Shape of tile Scale Line
The following diagram (Fig. 19.9) shows how variations in the amounts of the factors used and in the output obtained determine the shape of the scale line. Suppose the return is constant so that doubling the amount of each factor results in doubling of the output.That is. a certain proportionate change in the amount of each factor used ‘leads to the change in the output exactly in the same proportion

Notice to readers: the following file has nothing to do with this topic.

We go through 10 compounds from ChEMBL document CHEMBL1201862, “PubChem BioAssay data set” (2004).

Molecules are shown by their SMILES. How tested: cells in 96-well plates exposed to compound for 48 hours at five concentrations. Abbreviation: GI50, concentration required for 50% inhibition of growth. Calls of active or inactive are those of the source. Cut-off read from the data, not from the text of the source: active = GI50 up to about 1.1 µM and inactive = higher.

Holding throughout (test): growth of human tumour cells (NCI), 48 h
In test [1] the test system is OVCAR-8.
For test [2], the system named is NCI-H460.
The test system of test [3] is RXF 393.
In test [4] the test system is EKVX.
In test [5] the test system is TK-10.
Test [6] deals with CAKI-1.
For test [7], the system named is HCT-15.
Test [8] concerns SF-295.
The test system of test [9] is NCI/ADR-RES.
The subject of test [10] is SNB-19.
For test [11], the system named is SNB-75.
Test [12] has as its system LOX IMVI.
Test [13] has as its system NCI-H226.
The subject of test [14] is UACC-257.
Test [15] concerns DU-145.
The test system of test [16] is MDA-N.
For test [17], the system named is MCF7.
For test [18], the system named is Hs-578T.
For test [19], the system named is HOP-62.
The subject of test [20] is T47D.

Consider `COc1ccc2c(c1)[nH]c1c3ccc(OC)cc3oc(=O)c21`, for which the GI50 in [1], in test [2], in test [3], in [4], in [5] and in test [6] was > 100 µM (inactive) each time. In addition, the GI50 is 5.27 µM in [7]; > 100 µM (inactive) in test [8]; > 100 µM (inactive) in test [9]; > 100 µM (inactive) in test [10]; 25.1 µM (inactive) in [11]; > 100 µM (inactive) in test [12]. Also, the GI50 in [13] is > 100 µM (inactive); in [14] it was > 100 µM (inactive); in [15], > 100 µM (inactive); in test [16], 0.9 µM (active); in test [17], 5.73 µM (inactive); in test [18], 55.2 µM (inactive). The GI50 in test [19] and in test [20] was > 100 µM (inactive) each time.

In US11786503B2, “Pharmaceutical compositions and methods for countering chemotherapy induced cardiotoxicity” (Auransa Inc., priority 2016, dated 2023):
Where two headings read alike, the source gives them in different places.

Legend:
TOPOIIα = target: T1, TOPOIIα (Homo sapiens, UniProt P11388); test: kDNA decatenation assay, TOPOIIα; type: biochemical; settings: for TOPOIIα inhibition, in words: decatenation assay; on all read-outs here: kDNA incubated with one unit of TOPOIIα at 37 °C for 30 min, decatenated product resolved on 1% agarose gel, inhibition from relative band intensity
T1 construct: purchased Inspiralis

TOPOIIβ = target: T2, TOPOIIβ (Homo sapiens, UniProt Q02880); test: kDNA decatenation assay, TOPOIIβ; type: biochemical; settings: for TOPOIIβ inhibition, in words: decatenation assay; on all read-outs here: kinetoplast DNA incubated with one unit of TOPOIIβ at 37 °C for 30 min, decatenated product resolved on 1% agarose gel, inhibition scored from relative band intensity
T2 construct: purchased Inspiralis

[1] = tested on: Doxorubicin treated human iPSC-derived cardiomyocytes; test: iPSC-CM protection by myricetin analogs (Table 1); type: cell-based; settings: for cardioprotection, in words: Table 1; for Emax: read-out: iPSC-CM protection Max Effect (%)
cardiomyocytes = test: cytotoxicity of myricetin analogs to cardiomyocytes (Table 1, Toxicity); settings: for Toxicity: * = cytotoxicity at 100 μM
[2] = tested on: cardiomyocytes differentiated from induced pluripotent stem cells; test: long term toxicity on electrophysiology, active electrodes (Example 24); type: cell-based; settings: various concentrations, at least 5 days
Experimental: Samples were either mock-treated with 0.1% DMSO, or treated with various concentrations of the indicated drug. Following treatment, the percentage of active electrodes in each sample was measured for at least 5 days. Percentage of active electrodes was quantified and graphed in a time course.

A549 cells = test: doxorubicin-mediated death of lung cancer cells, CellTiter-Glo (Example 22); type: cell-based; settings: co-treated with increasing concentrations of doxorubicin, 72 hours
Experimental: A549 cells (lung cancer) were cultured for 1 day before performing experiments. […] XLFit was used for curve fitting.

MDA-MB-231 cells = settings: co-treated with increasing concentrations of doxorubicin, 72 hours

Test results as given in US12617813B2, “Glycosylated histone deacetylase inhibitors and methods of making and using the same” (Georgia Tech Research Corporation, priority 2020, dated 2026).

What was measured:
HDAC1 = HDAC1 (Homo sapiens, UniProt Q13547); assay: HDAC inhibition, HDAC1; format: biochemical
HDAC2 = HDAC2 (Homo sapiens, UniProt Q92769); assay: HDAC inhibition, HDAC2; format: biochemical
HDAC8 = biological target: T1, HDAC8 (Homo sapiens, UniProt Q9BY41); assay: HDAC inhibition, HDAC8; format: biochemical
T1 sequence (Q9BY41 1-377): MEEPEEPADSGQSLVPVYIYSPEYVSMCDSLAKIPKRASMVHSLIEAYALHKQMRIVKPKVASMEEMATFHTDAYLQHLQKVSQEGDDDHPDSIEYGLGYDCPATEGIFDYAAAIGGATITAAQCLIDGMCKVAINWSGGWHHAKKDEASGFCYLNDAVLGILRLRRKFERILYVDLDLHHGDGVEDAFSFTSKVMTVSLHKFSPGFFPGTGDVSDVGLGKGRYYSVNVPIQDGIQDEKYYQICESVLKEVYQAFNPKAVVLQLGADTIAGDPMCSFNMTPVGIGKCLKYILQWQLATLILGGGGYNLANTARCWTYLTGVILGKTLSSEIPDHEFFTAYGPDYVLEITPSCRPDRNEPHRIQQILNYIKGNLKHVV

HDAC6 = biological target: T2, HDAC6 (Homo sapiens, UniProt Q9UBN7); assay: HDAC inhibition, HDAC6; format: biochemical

In a situation like this. the scale lines will be straight through the origin. P’ Q’ R’ S’ . PQRS and P” _ Q” R” S” arc the three straight scales lines. The returns to scale along each scale line on the equal product map are constant. This is shown by the fact that the distance between the three equal product curves along each scale line is the same, i.e., OP = PQ = QR = RS and OP’ = P’ Q’ = R’ S’ , and so on. In a diagram like this, given relative factor prices, i.e., with a constant price slope, not only are the returns to scale constant but the returns to outlay are also constant. Similarly, the returns to scale and returns to outlay are interchangeable and the same. But if there is an equal product map where the relative prices are not constant and where the returns are not constant, the returns to scale and returns to outlay will not be the same. ‘When as the output changes, the proportion between factors also changes, it will be necessary to speak of returns to outlay instead of returns to scale. However, here for the sake of convenience and easy understanding, we assume that .proportion between the factors remains constant, whatever the scale of production.

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